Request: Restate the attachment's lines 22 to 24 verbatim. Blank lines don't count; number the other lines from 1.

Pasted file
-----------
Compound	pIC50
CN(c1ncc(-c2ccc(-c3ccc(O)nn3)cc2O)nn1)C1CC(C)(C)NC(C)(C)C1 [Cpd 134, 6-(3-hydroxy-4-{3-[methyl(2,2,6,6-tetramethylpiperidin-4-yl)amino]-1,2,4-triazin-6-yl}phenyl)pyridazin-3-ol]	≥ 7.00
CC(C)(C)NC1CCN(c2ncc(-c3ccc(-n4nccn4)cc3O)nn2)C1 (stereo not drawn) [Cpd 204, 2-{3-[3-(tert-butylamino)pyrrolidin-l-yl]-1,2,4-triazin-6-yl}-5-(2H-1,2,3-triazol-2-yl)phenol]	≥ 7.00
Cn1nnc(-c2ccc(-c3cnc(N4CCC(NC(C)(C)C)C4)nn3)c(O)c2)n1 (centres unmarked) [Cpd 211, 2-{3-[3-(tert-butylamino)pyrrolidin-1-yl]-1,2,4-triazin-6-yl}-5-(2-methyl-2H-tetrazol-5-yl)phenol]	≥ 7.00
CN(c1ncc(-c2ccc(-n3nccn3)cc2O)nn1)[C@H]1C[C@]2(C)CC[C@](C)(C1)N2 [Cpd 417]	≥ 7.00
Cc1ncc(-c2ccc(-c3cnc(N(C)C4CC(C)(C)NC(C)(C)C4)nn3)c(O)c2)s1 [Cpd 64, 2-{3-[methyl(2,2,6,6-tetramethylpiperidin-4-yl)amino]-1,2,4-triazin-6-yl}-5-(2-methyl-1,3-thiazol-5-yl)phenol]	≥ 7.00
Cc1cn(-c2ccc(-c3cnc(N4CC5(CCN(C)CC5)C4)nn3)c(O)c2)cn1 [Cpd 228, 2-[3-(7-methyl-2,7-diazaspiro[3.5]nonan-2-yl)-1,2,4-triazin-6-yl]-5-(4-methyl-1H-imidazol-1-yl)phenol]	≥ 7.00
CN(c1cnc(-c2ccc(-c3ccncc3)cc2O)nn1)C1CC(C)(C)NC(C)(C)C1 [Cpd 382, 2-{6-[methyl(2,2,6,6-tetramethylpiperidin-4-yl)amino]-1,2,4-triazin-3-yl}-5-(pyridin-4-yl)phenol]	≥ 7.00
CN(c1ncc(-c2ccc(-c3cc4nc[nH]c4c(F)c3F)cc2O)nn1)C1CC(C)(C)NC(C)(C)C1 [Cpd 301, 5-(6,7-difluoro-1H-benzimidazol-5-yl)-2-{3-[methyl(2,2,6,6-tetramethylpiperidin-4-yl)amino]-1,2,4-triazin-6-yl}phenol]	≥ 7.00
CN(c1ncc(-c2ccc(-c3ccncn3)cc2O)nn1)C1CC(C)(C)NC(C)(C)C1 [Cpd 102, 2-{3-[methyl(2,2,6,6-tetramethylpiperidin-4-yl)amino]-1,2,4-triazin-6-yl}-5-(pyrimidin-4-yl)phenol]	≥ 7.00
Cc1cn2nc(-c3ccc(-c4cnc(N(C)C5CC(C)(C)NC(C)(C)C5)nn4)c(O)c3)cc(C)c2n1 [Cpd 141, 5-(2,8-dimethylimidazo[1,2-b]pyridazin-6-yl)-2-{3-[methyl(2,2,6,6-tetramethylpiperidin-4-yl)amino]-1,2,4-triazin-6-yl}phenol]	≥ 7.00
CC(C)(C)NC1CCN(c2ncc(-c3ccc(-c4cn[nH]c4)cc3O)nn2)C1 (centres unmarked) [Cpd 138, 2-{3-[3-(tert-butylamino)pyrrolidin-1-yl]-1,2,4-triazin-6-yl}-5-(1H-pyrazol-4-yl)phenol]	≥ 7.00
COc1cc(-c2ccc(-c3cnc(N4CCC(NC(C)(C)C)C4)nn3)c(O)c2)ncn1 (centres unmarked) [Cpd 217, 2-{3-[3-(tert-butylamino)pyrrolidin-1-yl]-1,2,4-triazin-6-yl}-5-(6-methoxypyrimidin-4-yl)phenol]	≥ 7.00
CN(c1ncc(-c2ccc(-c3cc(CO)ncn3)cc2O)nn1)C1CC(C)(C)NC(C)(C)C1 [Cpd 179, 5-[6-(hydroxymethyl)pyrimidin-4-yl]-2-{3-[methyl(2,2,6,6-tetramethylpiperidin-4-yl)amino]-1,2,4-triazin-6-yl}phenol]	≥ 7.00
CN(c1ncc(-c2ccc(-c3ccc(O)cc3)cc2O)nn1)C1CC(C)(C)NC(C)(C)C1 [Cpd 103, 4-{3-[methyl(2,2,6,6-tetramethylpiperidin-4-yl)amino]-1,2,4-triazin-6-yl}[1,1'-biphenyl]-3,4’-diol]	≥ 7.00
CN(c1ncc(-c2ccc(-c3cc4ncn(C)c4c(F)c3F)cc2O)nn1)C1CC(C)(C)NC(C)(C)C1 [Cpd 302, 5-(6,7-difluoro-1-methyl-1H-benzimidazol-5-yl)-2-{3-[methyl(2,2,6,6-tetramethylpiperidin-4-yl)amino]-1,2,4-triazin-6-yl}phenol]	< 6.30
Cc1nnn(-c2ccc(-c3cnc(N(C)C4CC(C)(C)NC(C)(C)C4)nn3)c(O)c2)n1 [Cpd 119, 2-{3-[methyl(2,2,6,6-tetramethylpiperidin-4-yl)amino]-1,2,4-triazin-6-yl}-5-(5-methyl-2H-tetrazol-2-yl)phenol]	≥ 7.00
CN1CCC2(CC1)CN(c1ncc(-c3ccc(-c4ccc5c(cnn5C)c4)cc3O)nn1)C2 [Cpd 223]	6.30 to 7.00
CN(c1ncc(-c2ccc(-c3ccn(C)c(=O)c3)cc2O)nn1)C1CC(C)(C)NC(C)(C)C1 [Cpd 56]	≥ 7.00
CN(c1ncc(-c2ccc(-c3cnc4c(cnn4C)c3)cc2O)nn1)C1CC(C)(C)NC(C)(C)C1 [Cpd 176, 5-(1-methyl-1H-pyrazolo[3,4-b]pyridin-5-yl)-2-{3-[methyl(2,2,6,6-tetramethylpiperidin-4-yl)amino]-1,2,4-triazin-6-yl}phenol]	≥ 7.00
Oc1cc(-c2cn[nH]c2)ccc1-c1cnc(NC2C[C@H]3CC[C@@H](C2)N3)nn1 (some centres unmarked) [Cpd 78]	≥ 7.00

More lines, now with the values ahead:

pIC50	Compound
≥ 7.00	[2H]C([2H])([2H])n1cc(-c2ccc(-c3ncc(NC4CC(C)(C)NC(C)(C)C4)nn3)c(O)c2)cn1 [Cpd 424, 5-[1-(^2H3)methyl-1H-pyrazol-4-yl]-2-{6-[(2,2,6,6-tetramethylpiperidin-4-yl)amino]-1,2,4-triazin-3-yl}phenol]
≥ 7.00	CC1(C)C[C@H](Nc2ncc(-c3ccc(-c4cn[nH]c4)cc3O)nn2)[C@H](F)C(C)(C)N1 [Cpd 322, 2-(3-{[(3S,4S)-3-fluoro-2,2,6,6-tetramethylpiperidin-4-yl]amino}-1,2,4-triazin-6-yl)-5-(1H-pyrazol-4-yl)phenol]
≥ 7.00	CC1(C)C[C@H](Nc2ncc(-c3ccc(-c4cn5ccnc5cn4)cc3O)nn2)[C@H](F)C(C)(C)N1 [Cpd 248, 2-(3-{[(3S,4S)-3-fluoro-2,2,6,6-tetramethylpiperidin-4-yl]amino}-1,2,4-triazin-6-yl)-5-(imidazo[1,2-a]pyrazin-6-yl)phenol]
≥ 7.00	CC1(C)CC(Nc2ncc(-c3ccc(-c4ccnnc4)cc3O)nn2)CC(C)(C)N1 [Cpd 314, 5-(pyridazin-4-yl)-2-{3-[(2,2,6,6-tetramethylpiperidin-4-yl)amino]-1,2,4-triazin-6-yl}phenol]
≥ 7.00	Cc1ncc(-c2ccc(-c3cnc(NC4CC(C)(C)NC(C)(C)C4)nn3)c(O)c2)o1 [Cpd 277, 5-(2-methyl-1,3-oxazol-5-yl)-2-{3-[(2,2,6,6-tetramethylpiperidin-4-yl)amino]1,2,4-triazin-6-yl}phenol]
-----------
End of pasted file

More lines, now with the values ahead:

pIC50	Compound
≥ 7.00	[2H]C([2H])([2H])n1cc(-c2ccc(-c3ncc(NC4CC(C)(C)NC(C)(C)C4)nn3)c(O)c2)cn1 [Cpd 424, 5-[1-(^2H3)methyl-1H-pyrazol-4-yl]-2-{6-[(2,2,6,6-tetramethylpiperidin-4-yl)amino]-1,2,4-triazin-3-yl}phenol]